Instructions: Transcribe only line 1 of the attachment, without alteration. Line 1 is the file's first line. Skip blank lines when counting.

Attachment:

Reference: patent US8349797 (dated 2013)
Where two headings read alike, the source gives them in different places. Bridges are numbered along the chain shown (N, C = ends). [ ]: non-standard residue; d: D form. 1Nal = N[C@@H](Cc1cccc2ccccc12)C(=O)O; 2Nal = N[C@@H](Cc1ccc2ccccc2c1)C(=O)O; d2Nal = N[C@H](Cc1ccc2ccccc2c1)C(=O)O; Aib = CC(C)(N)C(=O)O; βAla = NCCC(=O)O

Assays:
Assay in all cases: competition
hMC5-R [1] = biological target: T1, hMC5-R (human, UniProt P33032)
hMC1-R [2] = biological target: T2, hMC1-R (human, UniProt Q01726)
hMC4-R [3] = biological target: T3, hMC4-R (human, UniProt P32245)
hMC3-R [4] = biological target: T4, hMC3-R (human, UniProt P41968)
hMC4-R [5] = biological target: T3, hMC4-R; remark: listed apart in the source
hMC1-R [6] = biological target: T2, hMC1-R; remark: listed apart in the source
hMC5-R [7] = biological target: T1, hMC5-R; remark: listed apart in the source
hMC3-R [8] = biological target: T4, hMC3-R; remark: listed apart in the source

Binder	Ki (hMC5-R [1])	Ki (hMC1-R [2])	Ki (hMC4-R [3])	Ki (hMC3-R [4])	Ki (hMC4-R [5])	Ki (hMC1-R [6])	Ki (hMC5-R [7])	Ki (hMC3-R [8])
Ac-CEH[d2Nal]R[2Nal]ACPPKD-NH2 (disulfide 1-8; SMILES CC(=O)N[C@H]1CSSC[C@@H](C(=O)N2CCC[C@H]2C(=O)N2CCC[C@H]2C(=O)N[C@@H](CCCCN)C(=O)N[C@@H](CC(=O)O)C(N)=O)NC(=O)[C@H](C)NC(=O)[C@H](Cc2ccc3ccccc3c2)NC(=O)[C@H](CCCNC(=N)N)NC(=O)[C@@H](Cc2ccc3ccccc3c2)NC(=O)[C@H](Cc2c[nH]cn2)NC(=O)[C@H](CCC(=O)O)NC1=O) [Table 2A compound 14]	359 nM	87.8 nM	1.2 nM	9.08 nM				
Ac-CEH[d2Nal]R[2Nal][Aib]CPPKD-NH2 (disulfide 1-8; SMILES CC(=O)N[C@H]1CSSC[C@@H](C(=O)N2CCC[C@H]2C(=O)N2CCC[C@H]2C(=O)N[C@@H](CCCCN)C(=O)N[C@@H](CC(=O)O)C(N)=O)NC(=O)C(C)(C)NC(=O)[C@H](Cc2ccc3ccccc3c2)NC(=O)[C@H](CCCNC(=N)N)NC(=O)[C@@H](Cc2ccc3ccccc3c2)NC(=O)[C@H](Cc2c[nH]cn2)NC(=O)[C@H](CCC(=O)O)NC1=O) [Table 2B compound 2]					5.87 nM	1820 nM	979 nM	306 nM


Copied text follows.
Reference: patent US8349797 (dated 2013)